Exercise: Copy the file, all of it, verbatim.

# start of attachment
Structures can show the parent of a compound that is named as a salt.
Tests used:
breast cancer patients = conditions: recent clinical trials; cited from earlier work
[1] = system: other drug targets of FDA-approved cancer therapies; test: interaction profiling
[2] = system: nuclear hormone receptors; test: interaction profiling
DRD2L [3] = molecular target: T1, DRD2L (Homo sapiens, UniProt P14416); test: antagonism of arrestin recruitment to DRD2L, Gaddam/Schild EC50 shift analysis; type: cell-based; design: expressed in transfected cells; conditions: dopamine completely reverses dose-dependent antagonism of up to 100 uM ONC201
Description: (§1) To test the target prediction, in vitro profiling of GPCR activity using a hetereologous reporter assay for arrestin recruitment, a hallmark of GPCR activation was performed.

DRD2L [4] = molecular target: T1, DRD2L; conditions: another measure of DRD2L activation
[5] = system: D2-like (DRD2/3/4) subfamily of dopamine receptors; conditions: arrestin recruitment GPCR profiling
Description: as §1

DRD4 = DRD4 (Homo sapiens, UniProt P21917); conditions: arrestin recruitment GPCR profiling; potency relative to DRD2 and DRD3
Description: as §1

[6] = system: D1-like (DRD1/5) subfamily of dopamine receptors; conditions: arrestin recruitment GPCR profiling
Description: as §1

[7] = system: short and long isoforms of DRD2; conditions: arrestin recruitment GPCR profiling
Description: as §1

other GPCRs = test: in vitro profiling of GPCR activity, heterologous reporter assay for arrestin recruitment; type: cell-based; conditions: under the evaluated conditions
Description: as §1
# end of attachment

Structures can show the parent of a compound that is named as a salt.
Tests used:
breast cancer patients = conditions: recent clinical trials; cited from earlier work
[1] = system: other drug targets of FDA-approved cancer therapies; test: interaction profiling
[2] = system: nuclear hormone receptors; test: interaction profiling
DRD2L [3] = molecular target: T1, DRD2L (Homo sapiens, UniProt P14416); test: antagonism of arrestin recruitment to DRD2L, Gaddam/Schild EC50 shift analysis; type: cell-based; design: expressed in transfected cells; conditions: dopamine completely reverses dose-dependent antagonism of up to 100 uM ONC201
Description: (§1) To test the target prediction, in vitro profiling of GPCR activity using a hetereologous reporter assay for arrestin recruitment, a hallmark of GPCR activation was performed.

DRD2L [4] = molecular target: T1, DRD2L; conditions: another measure of DRD2L activation
[5] = system: D2-like (DRD2/3/4) subfamily of dopamine receptors; conditions: arrestin recruitment GPCR profiling
Description: as §1

DRD4 = DRD4 (Homo sapiens, UniProt P21917); conditions: arrestin recruitment GPCR profiling; potency relative to DRD2 and DRD3
Description: as §1

[6] = system: D1-like (DRD1/5) subfamily of dopamine receptors; conditions: arrestin recruitment GPCR profiling
Description: as §1

[7] = system: short and long isoforms of DRD2; conditions: arrestin recruitment GPCR profiling
Description: as §1

other GPCRs = test: in vitro profiling of GPCR activity, heterologous reporter assay for arrestin recruitment; type: cell-based; conditions: under the evaluated conditions
Description: as §1